On the pitch, more than 1200 minutes without a goal set a new Football League record while, off it, the end of Murray's reign coincided with the club fighting for their financial life in the High Court.

"It was a difficult position to walk into," he explained.

"Originally, I was taking charge of the first team in the very short term because we all expected Cyril to be coming back.

"It was a case of going in and plugging the gap at that time, because we all thought Cyril's absence would be brief. I'd been around the club and I knew the lads, which helped, but it was very temporary at first.

"I think there were 17 games to go when I took over, so it was an important stage of the season.

"Things ended on a massive high with promotion, but Cyril had built up a really good team. I don't think there's any question that was the best Hartlepool team before the current one.

"In my final season, we went up to second at one stage and knocked Crystal Palace out of the cup. But we had a string of injuries which we were never really able to recover from.

"We lost our central midfield players, we lost our centre-back, and we lost our goalkeeper. They were all long-term injuries, but we didn't have the resources to replace them or recover from that.

"We started slipping down the table and, in the end, the board decided the results weren't good enough."

Eight months later, Murray found himself replacing Billy McEwan at Pool's great rivals, Darlington.

His second game in charge saw the Quakers thrash Colchester 7-3, but after finishing in 91st place in the Football League in 1994, Murray was sacked the following March after a 2-0 home defeat to Carlisle.

"Darlington was another difficult task," he said. "Because they were in a poor position when I went in, but I like to think that I started to turn that situation around as well.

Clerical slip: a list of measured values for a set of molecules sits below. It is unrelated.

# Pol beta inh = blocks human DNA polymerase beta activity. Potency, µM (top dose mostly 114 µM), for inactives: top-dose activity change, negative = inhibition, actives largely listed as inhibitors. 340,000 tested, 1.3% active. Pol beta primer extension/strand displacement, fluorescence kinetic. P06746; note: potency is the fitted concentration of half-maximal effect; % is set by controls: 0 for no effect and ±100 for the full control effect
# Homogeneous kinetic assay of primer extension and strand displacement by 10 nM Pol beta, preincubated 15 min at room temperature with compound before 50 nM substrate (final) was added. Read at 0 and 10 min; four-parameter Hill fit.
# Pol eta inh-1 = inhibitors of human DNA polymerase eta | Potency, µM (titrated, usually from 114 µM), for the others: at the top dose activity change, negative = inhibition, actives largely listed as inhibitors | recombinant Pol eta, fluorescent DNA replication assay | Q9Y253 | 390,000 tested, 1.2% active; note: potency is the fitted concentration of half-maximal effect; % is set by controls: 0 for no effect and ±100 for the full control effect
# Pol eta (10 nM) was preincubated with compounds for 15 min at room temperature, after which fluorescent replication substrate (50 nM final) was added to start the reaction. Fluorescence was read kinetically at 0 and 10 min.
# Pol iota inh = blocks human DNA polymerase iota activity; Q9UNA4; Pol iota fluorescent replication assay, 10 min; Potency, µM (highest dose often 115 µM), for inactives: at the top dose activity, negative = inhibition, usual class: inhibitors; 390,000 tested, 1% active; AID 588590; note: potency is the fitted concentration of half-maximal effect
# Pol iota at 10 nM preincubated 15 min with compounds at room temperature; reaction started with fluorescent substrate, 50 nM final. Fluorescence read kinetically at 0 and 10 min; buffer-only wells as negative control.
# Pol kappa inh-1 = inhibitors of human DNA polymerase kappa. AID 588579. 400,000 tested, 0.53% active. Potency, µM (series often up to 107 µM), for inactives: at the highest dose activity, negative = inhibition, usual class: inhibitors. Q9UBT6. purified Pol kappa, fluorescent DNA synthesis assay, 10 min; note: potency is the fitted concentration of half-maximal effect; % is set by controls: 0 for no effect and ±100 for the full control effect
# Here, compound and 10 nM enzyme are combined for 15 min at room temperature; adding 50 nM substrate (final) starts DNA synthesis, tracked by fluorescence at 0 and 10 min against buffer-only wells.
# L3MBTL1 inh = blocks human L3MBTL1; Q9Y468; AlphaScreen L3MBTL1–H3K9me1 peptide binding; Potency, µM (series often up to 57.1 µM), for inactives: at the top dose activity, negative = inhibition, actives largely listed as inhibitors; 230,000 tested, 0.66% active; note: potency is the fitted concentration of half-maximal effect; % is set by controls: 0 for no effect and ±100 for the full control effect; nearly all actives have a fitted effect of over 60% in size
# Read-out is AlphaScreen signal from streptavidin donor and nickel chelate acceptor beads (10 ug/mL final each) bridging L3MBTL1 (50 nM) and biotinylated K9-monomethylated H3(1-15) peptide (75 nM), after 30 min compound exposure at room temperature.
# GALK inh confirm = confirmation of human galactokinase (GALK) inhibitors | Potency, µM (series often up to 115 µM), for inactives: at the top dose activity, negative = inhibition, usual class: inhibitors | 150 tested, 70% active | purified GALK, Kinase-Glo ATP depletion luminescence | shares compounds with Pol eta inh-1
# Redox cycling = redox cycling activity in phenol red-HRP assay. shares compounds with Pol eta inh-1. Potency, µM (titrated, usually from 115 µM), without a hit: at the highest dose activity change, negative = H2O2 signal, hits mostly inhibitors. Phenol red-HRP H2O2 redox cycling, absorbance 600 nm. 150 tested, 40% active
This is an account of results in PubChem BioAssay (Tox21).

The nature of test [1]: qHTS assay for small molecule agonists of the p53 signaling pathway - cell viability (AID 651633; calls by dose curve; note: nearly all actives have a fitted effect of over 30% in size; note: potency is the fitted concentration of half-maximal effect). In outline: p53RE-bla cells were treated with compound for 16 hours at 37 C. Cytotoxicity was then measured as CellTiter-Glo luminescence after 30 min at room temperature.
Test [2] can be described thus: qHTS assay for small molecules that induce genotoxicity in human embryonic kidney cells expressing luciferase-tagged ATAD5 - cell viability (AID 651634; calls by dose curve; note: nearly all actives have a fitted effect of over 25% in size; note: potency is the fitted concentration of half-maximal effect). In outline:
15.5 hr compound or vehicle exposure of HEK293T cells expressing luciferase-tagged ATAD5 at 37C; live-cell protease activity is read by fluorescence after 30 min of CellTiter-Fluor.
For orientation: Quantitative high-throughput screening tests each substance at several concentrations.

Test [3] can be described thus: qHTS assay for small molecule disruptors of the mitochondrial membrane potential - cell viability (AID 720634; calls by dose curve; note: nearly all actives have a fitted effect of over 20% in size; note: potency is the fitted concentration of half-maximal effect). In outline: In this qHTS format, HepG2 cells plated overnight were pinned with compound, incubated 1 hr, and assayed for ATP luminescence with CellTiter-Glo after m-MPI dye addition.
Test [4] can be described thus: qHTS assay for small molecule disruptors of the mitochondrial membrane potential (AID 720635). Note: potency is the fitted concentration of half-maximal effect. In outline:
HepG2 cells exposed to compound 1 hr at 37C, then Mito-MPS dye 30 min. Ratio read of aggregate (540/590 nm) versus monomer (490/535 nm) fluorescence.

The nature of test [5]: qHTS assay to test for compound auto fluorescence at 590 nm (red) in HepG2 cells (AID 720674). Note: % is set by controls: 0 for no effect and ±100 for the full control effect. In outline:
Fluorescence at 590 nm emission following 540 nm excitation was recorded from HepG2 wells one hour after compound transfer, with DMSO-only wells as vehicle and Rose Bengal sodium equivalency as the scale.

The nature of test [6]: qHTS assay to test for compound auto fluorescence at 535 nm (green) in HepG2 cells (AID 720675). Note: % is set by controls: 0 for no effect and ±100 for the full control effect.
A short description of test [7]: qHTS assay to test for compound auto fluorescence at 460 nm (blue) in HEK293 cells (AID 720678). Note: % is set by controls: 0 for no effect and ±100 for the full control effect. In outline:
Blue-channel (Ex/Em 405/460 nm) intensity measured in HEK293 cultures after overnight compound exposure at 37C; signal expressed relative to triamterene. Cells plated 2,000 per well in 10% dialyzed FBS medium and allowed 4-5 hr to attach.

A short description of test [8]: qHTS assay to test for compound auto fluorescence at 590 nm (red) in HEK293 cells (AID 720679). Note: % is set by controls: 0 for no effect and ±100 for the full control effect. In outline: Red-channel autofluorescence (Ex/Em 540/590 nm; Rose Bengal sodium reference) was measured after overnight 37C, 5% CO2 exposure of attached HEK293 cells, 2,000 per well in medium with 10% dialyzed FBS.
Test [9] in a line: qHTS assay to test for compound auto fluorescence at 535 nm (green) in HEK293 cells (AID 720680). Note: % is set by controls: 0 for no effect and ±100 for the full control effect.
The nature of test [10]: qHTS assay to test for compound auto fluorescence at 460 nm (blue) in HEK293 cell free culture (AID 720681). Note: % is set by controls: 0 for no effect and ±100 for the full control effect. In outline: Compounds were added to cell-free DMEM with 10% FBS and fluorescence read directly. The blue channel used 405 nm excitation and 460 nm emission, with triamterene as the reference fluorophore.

"I got some good results and moved them into a position of safety. I also made them a few quid with the transfers and that's always important at a club like that."

With his managerial career stalling, Murray's fortunes were to change overnight when he was approached by Souness following the Scotsman's appointment at Southampton.

The pair shared digs at Middlesbrough and, when Souness needed a reliable coach on the south coast, he knew exactly where to turn.

Murray has been alongside him ever since, offering encouragement and advice at Benfica, Blackburn and, most recently, St James' Park.

Brian Clough once described assistant Peter Taylor as his "rock" and, while Murray insists he is not there to pander to his manager's ego, he accepts that his relationship with Souness is crucial to Newcastle's success.

"I think the relationship between manager and assistant manager is vitally important at any club," said Newcastle's number two. "The manager has to be able to trust his staff.

"We've worked together for a long time, and we've known each other for even longer, so that trust's definitely there. I'm watching his back for him and he knows he can bounce things off me.

"It works, but I think it only works because we don't always agree.

"Graeme appreciates that, because he knows it's no use having someone who's just going to say yes to him.

"We disagree more than we agree, but he's the boss and he makes his decision after listening to what I've got to say.

"He listens and he takes on board what I think, but he still might go and do something completely different. That's why the relationship works."